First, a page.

Intel claims this is the absolute best processor for gaming, but is this actually true? This depends on what type of gaming you plan to do, especially the screen resolution you will be playing at. It makes a big difference whether you game at 1080P (1920 x 1080) or lower; or whether you game at 2K (2560 x 1440) or 4K (3840 x 2160). If you game at 1080P or lower, then your single-threaded CPU performance is usually your bottleneck for getting high frames per second (FPS), assuming you have a good enough video card such that the video card is not the bottleneck. You can use a relatively low performance video card and still get high FPS performance when you are running at 1080P or lower resolution.

Once you go above a certain level of FPS (depending on whether you have a high refresh rate, low latency monitor and whether your monitor has G-Sync or FreeSync), getting even more FPS is not going to make any noticeable difference in your gaming experience. Once you go above 1080P gaming, the video card becomes the bottleneck, unless you have an extremely slow processor. As long as the processor meets a certain relatively low level of performance, your FPS performance in 2K and higher gaming is gated by your video card performance.

What this means is that if your main priority is the absolute highest FPS performance at 1080P or lower, then yes, the Intel Core i9-9900KS is the world’s best gaming processor. If that use case is not your main priority, there are other less expensive choices, and also other similar cost choices that will work much better for many other scenarios.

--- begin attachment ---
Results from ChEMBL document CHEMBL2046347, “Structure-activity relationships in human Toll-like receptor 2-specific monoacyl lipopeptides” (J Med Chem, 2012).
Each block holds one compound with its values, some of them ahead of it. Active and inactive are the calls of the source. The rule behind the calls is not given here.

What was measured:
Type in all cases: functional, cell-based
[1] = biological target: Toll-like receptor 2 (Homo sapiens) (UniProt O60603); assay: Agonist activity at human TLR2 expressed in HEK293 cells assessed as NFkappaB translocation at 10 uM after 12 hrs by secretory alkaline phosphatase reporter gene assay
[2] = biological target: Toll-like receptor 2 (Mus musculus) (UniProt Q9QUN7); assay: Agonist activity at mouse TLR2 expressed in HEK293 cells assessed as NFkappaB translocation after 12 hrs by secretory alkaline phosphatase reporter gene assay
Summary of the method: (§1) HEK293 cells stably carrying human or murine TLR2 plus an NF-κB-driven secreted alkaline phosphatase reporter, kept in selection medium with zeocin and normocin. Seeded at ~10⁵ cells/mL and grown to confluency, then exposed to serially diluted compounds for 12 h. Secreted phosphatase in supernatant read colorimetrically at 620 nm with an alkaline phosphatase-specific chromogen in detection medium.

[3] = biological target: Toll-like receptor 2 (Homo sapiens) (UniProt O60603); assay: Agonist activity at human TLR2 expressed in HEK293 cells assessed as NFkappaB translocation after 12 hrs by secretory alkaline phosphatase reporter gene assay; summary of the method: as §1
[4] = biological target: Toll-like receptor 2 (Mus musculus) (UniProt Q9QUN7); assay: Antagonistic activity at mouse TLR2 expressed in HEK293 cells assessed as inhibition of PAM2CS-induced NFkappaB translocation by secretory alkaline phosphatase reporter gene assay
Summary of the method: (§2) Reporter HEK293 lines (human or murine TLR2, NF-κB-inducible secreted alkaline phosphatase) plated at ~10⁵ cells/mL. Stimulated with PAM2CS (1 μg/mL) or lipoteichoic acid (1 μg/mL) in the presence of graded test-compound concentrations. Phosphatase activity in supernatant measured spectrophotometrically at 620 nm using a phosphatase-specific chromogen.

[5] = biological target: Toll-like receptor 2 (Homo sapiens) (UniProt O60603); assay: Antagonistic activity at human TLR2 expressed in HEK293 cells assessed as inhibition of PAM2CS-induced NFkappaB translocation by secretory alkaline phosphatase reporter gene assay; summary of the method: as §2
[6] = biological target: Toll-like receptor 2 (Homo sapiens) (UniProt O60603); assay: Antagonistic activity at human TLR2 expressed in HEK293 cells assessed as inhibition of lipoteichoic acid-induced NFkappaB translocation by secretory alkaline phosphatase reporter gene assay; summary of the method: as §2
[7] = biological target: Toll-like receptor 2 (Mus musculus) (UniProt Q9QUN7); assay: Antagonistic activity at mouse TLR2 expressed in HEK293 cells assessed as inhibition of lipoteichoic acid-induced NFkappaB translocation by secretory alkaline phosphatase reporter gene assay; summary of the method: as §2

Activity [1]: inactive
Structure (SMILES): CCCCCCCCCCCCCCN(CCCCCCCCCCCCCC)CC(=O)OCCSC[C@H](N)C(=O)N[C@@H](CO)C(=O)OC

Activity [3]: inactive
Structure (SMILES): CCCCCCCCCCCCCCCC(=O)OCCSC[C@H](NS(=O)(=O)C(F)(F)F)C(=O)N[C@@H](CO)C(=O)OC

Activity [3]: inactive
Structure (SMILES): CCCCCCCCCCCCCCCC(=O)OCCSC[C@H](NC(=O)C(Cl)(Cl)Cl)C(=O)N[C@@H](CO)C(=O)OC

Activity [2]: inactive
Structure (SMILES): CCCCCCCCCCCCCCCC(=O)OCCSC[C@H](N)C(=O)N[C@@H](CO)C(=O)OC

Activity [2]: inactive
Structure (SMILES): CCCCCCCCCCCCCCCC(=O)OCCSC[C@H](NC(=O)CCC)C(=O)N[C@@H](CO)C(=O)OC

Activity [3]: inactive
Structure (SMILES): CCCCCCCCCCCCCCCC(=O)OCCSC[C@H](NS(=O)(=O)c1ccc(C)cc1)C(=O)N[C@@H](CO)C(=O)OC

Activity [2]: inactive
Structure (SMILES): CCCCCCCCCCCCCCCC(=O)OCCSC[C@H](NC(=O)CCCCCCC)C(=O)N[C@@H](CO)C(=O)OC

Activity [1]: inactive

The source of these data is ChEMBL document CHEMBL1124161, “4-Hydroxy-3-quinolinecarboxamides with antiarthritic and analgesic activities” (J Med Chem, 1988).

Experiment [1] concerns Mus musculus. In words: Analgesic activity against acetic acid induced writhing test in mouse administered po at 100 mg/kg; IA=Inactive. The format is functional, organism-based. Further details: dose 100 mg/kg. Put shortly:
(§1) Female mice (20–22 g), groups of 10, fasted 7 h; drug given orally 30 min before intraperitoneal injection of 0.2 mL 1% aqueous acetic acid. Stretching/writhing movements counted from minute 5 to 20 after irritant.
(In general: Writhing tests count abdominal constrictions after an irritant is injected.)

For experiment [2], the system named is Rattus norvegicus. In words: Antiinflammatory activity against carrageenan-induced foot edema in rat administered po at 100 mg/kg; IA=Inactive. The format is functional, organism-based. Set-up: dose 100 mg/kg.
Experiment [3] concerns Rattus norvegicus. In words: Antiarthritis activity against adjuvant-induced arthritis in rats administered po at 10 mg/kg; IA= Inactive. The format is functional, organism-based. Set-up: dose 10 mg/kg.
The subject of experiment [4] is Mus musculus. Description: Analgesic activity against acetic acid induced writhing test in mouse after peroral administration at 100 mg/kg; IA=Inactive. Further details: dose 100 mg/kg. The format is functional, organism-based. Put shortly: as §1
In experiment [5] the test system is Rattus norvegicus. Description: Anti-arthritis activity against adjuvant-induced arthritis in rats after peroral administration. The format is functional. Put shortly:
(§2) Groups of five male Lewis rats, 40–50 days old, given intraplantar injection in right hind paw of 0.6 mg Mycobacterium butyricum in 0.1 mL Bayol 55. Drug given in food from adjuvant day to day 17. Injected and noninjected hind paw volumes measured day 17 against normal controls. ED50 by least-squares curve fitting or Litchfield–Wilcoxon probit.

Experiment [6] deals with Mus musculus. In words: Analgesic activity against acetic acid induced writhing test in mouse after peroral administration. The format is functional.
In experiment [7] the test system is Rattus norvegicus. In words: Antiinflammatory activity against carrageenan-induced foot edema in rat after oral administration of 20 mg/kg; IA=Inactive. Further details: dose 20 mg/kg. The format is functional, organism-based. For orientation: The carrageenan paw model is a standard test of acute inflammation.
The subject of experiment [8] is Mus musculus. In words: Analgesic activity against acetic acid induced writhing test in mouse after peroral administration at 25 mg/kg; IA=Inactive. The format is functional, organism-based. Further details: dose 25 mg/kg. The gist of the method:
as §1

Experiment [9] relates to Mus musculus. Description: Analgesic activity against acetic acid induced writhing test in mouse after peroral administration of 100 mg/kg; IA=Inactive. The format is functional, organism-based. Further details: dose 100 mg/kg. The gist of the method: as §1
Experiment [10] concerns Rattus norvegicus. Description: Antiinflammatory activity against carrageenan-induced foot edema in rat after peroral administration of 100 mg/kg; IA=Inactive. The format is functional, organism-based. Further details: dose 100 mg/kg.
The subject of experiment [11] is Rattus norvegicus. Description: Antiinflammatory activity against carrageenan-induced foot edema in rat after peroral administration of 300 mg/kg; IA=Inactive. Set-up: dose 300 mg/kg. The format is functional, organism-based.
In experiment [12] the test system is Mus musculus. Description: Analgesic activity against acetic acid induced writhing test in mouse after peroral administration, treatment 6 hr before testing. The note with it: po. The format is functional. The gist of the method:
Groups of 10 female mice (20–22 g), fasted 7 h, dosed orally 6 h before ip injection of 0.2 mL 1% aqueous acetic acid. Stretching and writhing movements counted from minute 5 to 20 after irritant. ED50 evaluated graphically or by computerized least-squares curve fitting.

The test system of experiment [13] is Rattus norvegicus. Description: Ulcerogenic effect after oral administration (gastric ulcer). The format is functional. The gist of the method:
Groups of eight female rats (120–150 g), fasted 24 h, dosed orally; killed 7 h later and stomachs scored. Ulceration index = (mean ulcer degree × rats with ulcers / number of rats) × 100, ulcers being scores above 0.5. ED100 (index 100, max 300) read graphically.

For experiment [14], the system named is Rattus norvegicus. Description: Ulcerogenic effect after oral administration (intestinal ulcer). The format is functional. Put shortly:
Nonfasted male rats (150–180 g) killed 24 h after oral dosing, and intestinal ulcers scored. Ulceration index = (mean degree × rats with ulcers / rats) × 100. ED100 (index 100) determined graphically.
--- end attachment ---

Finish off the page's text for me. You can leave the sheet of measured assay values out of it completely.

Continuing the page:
Other Processor Choices

If you are an Intel fan, you could choose an Intel Core i9-9900K (with the right motherboard and BIOS settings), and very likely get the same level of 1080P gaming performance as a 9900KS. You would probably save $50-$100 by doing this, depending on the actual street prices of both processors. You could also choose a less expensive 8C/8T Intel Core i7-9700K processor and probably save $200-$250 and still get nearly the same level of 1080P gaming performance as a 9900KS. In either case, you could spend those savings on a better video card, or keep the savings yourself. If you are thinking about building a new Intel desktop system, I would urge you to wait until November/December, since there are pretty strong rumors that Intel is going to reduce the prices of their older existing CPUs by perhaps $50 or more.